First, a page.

Catholics overall are evenly split between Obama and Romney
PRINCETON, NJ -- Catholic voters in the United States are evenly split in their support for Barack Obama and Mitt Romney for president, mirroring the national trend. However, Hispanic Catholics -- about 18% of the total group of Catholic voters -- are overwhelmingly likely to support Obama over Romney, while a majority of non-Hispanic white Catholics support Romney.
Obama led Romney by one percentage point, 46% to 45%, among the more than 8,000 registered voters interviewed as part of Gallup Daily tracking conducted April 11-30. Among the 1,915 Catholics interviewed during that time, support for Obama and Romney was almost the same, with 46% support for Obama and 46% for Romney.
|See all election 2012 data >|
Catholics' divided preferences at this point contrast with those of the largest religious group in the country, Protestants, whose support swings to Romney by 51% to 41%. The split in Catholics' preferences also differs from the choice among those who identify with another religion or no religion at all, a group that clearly supports Obama, by 58% to 33%.
Hispanic Catholics make up 28% of all Catholics in Gallup's sample and are overwhelmingly Obama supporters, but they are much less likely than non-Hispanic Catholics to be registered to vote. As a result, Hispanics make up only 18% of Catholic voters. This relatively low representation of Hispanic Catholics within the broad spectrum of Catholic voters helps explain why Catholics as a whole are divided, rather than tilting toward Obama.
Religious White Catholics Support Romney; the Nonreligious, Obama
Non-Hispanic white Catholics themselves, who make up 75% of all Catholic registered voters, are far from monolithic in their vote choice. As a general rule in today's political world, the more religious the American, the more likely he or she is to be a Republican and vote for Republican candidates. This rule of thumb is evident among white Catholic voters. Among non-Hispanic white Catholics whom Gallup categorizes as "very religious" or "moderately religious," Romney wins over Obama by 30- and 22-point margins, respectively. Among nonreligious Catholics, Obama wins by 54% to 40%.
Overall Catholic Vote Similar to 2008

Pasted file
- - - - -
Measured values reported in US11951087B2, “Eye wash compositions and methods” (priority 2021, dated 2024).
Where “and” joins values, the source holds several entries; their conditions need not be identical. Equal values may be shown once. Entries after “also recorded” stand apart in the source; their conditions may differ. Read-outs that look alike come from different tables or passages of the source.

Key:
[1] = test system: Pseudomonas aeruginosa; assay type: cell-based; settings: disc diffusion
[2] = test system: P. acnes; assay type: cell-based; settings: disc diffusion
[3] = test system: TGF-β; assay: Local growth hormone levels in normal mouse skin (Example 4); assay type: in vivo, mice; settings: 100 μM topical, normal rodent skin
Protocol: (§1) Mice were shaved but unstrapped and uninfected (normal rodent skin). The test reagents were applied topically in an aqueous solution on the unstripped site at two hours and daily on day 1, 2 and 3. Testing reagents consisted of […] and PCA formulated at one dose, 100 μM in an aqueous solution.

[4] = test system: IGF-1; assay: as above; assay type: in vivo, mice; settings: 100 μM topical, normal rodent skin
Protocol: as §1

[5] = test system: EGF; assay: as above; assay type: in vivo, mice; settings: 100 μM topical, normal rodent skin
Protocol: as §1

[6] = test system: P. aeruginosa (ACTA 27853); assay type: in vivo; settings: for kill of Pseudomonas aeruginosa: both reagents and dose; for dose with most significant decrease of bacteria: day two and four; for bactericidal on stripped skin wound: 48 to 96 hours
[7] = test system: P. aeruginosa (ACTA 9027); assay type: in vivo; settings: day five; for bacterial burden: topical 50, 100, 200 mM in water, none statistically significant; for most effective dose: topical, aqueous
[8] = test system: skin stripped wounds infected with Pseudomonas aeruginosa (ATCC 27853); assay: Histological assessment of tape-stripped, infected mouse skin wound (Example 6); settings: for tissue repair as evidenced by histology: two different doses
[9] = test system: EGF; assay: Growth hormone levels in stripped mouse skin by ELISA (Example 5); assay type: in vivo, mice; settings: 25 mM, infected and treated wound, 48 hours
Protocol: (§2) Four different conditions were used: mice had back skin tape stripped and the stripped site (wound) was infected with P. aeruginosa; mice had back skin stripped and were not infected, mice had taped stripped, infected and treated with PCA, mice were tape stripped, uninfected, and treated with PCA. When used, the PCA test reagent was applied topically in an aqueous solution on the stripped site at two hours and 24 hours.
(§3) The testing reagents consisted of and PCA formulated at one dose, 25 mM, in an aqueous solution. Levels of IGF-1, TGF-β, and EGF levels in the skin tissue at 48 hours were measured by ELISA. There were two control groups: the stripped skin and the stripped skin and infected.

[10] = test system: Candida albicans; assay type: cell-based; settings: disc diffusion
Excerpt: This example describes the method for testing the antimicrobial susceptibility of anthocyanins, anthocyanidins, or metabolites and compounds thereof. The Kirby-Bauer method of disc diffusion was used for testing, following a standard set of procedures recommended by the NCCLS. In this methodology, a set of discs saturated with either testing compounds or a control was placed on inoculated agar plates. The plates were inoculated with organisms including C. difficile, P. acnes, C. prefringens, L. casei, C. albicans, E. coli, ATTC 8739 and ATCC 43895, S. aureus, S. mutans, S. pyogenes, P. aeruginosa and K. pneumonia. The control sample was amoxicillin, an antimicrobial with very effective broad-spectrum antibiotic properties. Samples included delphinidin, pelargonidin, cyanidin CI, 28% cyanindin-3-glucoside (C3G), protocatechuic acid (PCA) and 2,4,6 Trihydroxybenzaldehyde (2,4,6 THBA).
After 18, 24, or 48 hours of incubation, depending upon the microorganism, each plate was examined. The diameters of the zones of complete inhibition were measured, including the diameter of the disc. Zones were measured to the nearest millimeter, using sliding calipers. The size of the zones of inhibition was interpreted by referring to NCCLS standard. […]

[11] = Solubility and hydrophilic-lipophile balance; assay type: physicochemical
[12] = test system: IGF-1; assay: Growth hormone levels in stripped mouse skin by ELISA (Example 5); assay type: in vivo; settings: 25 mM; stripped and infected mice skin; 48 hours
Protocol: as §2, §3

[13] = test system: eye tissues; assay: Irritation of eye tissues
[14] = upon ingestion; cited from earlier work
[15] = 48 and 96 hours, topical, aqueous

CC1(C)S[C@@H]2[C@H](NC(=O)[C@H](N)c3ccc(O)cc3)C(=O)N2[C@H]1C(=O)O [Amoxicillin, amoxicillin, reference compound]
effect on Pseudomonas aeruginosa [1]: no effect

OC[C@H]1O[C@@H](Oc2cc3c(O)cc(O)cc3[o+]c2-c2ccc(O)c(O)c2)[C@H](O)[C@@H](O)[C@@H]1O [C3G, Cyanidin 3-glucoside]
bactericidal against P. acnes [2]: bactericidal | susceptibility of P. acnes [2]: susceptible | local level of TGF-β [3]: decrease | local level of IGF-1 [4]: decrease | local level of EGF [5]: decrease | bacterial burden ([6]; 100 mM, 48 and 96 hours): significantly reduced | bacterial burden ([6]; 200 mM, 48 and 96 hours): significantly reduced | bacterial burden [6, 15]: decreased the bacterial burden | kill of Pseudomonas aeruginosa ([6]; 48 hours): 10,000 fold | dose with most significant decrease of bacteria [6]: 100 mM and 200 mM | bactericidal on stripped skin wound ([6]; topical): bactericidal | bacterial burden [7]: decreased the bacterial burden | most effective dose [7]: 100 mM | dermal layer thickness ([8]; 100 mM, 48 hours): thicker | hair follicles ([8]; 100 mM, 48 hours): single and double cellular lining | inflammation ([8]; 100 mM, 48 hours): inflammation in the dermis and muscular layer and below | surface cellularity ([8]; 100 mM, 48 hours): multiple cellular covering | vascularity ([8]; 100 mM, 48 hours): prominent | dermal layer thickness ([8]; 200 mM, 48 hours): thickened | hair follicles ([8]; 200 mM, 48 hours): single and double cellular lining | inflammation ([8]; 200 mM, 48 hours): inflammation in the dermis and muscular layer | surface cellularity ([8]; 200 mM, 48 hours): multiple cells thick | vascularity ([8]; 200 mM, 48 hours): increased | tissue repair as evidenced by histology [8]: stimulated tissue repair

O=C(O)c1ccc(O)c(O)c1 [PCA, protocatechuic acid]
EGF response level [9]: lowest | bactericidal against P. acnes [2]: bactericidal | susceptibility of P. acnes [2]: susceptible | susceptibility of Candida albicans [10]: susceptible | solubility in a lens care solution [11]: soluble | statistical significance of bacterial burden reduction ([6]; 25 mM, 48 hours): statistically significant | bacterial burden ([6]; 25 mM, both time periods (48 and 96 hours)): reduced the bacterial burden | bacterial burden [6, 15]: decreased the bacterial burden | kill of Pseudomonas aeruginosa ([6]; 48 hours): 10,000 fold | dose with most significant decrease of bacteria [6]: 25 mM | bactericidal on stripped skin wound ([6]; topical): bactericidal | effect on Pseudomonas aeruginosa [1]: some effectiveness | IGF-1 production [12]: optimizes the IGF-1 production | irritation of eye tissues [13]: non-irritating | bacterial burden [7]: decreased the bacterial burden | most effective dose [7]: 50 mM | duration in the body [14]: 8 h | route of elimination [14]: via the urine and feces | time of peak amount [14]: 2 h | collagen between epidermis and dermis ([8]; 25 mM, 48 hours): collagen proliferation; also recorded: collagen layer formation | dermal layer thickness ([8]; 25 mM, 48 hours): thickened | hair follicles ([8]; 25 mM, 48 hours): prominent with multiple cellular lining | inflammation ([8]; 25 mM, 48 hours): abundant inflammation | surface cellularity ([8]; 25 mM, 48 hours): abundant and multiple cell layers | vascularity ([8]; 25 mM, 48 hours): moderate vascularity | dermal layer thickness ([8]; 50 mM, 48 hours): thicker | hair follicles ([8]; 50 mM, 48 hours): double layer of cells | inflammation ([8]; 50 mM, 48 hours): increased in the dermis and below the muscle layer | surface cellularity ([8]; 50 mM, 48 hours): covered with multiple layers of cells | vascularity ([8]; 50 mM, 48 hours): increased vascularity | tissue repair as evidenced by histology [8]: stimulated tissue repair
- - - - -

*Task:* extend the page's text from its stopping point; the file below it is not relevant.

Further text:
The overall Catholic vote so far this year is similar to what it was in 2008, when Gallup's final survey before the election found that Catholics' slim support for Obama over Republican candidate John McCain almost identically matched the overall national vote. In elections prior to 2008, however, Catholics have generally been more Democratic in their voting, including a vote preference for John Kerry over George W. Bush in 2004, and for Al Gore over Bush in 2000. Catholics overwhelmingly voted for Democrat John F. Kennedy over Richard Nixon in the 1960 election, helping make Kennedy the first and, to date, only Catholic to be elected president.
Catholics constitute almost one in four voters in the U.S. today, making their vote an important target of the Obama and the Romney election campaigns. However, although Catholics as a whole are almost precisely average in their vote choices at this point in the campaign, there are major differences by the ethnicity and religiosity of Catholics that underscore the difficulty of typifying and subsequently targeting an "average" Catholic voter. Hispanic Catholics and nonreligious white Catholics, constituting between them almost four in 10 Catholic voters, strongly support Obama. On the other hand, very and moderately religious white Catholics -- about 56% of all Catholics -- support Romney, although by not as strong a margin.
Track every angle of the presidential race on Gallup.com's Election 2012 page.
Sign up to get Election 2012 news stories from Gallup as soon as they are published.
Results are based on telephone interviews conducted as part of Gallup Daily tracking April 11-30, 2012, with a random sample of 1,915 Catholic registered voters, aged 18 and older, living in all 50 U.S. states and the District of Columbia.
For results based on the total sample of Catholic registered voters, one can say with 95% confidence that the maximum margin of sampling error is ±3 percentage points.
Interviews are conducted with respondents on landline telephones and cellular phones, with interviews conducted in Spanish for respondents who are primarily Spanish-speaking. Each sample includes a minimum quota of 400 cell phone respondents and 600 landline respondents per 1,000 national adults, with additional minimum quotas among landline respondents by region. Landline telephone numbers are chosen at random among listed telephone numbers. Cell phone numbers are selected using random-digit-dial methods. Landline respondents are chosen at random within each household on the basis of which member had the most recent birthday.
Samples are weighted by gender, age, race, Hispanic ethnicity, education, region, adults in the household, and phone status (cell phone only/landline only/both, cell phone mostly, and having an unlisted landline number). Demographic weighting targets are based on the March 2011 Current Population Survey figures for the aged 18 and older non-institutionalized population living in U.S. telephone households. All reported margins of sampling error include the computed design effects for weighting and sample design.
In addition to sampling error, question wording and practical difficulties in conducting surveys can introduce error or bias into the findings of public opinion polls.
For more details on Gallup's polling methodology, visit www.gallup.com.